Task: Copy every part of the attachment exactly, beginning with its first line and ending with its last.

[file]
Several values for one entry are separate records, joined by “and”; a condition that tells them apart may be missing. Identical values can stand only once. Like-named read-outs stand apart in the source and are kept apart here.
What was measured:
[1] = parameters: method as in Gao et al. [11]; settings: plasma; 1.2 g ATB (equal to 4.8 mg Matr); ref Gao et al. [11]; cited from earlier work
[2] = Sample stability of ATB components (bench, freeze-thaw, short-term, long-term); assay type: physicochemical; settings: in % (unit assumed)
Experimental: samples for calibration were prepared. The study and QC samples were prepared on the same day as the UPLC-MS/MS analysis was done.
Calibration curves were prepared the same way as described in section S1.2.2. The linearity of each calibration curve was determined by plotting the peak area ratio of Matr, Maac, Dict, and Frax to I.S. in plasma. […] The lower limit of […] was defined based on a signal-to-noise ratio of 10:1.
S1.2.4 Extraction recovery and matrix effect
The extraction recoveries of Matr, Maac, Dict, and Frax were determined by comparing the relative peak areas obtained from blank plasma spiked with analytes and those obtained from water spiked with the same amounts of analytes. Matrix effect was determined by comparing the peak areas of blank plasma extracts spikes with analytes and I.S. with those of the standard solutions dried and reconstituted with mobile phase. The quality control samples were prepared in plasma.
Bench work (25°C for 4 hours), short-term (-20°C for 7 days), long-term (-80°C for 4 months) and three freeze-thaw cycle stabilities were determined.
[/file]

Several values for one entry are separate records, joined by “and”; a condition that tells them apart may be missing. Identical values can stand only once. Like-named read-outs stand apart in the source and are kept apart here.
What was measured:
[1] = parameters: method as in Gao et al. [11]; settings: plasma; 1.2 g ATB (equal to 4.8 mg Matr); ref Gao et al. [11]; cited from earlier work
[2] = Sample stability of ATB components (bench, freeze-thaw, short-term, long-term); assay type: physicochemical; settings: in % (unit assumed)
Experimental: samples for calibration were prepared. The study and QC samples were prepared on the same day as the UPLC-MS/MS analysis was done.
Calibration curves were prepared the same way as described in section S1.2.2. The linearity of each calibration curve was determined by plotting the peak area ratio of Matr, Maac, Dict, and Frax to I.S. in plasma. […] The lower limit of […] was defined based on a signal-to-noise ratio of 10:1.
S1.2.4 Extraction recovery and matrix effect
The extraction recoveries of Matr, Maac, Dict, and Frax were determined by comparing the relative peak areas obtained from blank plasma spiked with analytes and those obtained from water spiked with the same amounts of analytes. Matrix effect was determined by comparing the peak areas of blank plasma extracts spikes with analytes and I.S. with those of the standard solutions dried and reconstituted with mobile phase. The quality control samples were prepared in plasma.
Bench work (25°C for 4 hours), short-term (-20°C for 7 days), long-term (-80°C for 4 months) and three freeze-thaw cycle stabilities were determined.